The Recurring Crises of American Democracy
Suzanne Mettler and Robert C. Lieberman
St. Martin's Press
In the aftermath of the 2016 presidential election, Robert Lieberman and Suzanne Mettler, political scientists at Johns Hopkins and Cornell, gathered with a group of colleagues, all of whom were looking for ways to explain the predicament facing democratic institutions in the US. They found themselves asking – and being asked – whether we were headed toward a profound crisis. Might history help us to understand where these threats had come from and how to respond to them?
As their book, Four Threats: The Recurring Crises of American Democracy, makes clear, the looming crisis is not unprecedented. Indeed, we have endured similar ones before, starting in the early days of the republic and continuing to the present. Treating the current moment as unique distorts its meaning and misses the lessons that can be learned from the past.
Understanding which factors led to previous crisis moments offers some guidance about how we might weather the current disruption. And Lieberman and Mettler identify four distinct conditions that have produced democratic disruptions in the past and that also characterize the current political climate. None of them – political polarization, racial division, economic inequality, and executive aggrandizement – are new, but the fact that all of them are in play today is unprecedented, and alarming.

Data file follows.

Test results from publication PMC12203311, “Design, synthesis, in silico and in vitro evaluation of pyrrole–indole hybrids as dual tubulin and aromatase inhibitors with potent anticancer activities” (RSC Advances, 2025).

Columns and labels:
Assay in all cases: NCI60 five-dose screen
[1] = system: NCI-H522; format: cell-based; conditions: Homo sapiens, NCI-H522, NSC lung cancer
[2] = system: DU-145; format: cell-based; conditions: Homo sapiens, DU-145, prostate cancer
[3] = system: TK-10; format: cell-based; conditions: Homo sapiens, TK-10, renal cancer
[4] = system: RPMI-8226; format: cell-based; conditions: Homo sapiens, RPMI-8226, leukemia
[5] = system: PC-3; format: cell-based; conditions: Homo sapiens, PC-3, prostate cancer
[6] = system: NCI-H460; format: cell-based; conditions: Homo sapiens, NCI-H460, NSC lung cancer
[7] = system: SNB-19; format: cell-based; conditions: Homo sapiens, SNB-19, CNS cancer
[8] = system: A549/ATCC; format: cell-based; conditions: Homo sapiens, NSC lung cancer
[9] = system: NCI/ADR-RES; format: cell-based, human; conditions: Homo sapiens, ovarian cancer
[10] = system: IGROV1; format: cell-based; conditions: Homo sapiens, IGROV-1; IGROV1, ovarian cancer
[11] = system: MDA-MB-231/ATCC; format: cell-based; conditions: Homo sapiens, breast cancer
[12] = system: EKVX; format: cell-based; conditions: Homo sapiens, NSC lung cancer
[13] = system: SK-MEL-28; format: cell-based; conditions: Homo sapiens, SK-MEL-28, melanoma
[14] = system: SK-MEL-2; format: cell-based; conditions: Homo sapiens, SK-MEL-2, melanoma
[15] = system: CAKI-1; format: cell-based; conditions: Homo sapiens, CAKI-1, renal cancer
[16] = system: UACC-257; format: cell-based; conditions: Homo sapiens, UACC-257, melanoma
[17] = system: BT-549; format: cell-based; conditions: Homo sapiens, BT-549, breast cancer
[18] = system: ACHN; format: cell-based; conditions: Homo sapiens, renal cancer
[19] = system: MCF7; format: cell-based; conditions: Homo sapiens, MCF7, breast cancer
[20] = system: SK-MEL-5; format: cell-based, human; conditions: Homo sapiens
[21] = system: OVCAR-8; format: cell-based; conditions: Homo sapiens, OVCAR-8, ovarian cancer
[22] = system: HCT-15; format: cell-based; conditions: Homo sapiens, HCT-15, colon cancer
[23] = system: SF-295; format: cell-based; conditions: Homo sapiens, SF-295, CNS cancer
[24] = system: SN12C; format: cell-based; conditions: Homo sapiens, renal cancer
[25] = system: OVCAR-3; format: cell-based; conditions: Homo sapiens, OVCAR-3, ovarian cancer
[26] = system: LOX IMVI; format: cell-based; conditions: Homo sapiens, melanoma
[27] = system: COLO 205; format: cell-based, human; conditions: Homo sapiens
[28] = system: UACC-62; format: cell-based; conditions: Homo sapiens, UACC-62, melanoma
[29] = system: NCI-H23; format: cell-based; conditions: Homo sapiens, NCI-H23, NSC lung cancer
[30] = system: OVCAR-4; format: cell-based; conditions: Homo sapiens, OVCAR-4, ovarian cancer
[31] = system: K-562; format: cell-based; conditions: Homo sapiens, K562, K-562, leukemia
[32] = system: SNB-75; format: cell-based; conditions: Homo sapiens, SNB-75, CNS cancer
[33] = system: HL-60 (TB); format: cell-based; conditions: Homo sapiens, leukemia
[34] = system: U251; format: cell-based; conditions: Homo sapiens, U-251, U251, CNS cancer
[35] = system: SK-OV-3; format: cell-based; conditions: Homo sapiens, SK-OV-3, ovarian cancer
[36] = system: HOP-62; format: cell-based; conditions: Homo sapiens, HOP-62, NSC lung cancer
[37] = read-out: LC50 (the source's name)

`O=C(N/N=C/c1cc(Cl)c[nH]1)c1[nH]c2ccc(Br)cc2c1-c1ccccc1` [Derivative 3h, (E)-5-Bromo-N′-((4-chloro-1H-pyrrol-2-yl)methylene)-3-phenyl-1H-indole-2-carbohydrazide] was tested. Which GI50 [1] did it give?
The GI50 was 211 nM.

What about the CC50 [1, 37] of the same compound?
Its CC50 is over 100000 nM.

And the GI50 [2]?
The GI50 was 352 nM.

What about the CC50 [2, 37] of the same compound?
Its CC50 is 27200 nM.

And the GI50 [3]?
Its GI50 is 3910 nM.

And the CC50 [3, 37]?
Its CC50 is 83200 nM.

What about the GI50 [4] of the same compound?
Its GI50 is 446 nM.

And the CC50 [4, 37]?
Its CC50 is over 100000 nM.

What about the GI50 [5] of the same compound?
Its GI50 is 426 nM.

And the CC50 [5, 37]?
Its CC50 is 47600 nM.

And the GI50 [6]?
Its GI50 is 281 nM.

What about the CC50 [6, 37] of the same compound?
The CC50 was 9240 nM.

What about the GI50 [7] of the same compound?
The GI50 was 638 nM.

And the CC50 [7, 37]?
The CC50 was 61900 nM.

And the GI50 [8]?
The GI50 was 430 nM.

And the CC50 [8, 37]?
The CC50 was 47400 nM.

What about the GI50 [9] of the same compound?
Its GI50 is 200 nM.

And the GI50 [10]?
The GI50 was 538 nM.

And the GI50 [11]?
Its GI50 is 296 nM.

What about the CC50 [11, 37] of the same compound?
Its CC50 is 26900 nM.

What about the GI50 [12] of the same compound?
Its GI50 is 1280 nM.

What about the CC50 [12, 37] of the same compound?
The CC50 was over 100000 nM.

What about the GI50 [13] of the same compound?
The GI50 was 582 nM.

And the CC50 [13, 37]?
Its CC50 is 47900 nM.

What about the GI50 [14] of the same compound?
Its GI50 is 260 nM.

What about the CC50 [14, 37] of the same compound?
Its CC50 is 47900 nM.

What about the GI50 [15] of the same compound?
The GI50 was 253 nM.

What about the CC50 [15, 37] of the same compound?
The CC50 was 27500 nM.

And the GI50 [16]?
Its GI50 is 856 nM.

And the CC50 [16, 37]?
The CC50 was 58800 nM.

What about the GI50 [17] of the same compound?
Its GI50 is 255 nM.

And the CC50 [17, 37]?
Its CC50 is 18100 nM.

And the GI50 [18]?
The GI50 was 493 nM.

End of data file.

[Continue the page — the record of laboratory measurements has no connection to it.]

Four Threats is an urgent look at the complex interplay of these factors. By shining light on the durability of American democratic institutions, they also make clear that the challenge of defending and renewing our most essential institutions falls to all of us.
Mettler and Lieberman marshal a wealth of evidence to make their case, and incisively sketch the factors at play in each historical period. Bracing, well-informed history.
— Publishers Weekly
In an analysis deeply rooted in American history and animated by an unshakable commitment to democratic values, Mettler and Lieberman issue a cry of political alarm that privileges illumination over hysteria and reminds us that this is not the first time our nation has struggled with demons. Their eloquent call for political and social renewal allies realism with hope, and it could not be more timely.
— E. J. Dionne, Jr., author of Code Red and co-author of One Nation After Trump